How Breathing Exercises Can Reduce Anxiety

Struggling with anxiety takes a toll both emotionally and physically. Have you ever noticed how your body feels when anxiety begins to rise? The muscles around your neck and shoulders get tense, your breathing becomes rapid and shallow, you may even experience dizziness and a racing heart. Our minds and bodies are connected.

Through research into the physiological characteristics of anxiety, we’re learning even more about how our minds and bodies are linked—the wellbeing of one is closely governed by the wellbeing of the other. Understanding the physical interaction between the body and the mind is incredibly important in understanding how to manage negative emotional patterns. If we manage the physical symptoms of anxiety, we can actually help manage the emotional stress, too. Through practices such as breathwork, regulating physical responses to anxiety is very accessible and has been demonstrated to be very effective in controlling unhealthy mental states.

What Is Diaphragmatic Breathing?

            Before we go any further, it’s extremely important to understand the proper breathing method. The majority of anti-anxiety breathing techniques are centered on the practice of replacing chest breathing with diaphragmatic breathing.

Diaphragmatic breathing involves breathing deeply by fully expanding the belly, engaging the abdominal muscles, and contracting the diaphragm. With every inspiration, the diaphragm muscle pulls down and the belly expands, allowing the lungs to fill with air. On expiration, the abdominal muscles slowly pull the ribs down towards the hips as the lungs deflate.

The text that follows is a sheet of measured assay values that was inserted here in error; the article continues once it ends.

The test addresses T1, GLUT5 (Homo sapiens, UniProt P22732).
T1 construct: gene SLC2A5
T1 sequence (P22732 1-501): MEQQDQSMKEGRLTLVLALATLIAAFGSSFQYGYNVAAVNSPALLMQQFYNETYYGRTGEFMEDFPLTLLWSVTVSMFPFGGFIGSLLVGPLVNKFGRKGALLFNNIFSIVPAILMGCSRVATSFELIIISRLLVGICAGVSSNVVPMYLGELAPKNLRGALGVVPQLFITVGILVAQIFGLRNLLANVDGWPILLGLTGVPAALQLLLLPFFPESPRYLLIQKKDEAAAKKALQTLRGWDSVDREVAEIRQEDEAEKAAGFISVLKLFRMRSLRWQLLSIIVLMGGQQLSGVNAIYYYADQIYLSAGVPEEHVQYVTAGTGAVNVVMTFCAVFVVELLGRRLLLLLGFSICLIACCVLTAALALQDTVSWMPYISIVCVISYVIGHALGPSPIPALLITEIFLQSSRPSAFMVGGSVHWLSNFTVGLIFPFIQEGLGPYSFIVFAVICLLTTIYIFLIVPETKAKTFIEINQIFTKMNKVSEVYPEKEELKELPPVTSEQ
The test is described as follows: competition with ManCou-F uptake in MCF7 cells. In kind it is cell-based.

By contrast, chest breathing takes place in the upper chest and is characterized by rapid shallow breaths that can upset oxygen and carbon dioxide levels and contribute to chronic stress.

This breathing method is known to trigger a variety of relaxation responses in the body. When paired with controlling breath rate, diaphragmatic breathing can be very effective in reducing anxiety (Ma et al).

Anxiety Can Be Caused by an Overactive “Fight or Flight” Response

Let’s take a look at how deep and controlled breathing can manage anxiety on a body systems level. First, it’s important to understand how the autonomic nervous system controls unconscious physical processes such as breath rate, heart rate, and blood pressure. It does this through the sympathetic and the parasympathetic nervous systems. Let’s break that down.

  • The primary role of the “fight or flight” sympathetic system is to prepare the body for dangerous situations by increasing heart rate, releasing adrenaline and cortisol, and causing muscles to tense.
  • The role of the “rest and digest” parasympathetic system is to maintain the body in a state of calm by reducing heartrate, promoting digestion, and causing relaxation.

Proper functioning of both is vital for a healthy nervous system. Individuals who experience chronic levels of apprehension or panic for a real or a perceived threat can get stuck in a state of heightened, physically draining arousal through overactivation of the “fight or flight” sympathetic system. In fact, multiple studies have demonstrated that dysfunction of the autonomic nervous system is closely linked to anxiety disorders (Ma et al).